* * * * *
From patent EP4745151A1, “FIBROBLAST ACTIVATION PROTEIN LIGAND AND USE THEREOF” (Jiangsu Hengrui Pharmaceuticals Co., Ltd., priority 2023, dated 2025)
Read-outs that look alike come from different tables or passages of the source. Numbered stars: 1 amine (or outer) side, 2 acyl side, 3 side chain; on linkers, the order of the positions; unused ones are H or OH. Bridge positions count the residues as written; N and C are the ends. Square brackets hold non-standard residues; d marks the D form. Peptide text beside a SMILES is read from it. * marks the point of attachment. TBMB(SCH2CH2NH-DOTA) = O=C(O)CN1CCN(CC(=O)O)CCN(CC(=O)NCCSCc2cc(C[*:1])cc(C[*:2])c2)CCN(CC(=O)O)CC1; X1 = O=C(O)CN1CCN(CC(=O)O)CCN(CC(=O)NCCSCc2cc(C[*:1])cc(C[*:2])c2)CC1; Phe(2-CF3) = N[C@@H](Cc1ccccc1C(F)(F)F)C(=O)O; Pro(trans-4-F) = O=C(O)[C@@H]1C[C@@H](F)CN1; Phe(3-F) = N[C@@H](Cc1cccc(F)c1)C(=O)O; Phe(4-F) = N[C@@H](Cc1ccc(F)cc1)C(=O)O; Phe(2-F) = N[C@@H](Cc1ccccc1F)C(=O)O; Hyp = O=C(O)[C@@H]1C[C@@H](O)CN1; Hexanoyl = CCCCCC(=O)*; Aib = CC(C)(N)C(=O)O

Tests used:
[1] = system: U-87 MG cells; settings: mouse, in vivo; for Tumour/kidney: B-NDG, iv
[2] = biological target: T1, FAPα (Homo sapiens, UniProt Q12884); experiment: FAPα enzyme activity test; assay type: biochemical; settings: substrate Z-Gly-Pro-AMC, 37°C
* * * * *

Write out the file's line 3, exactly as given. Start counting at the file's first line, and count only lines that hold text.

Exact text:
Tests used: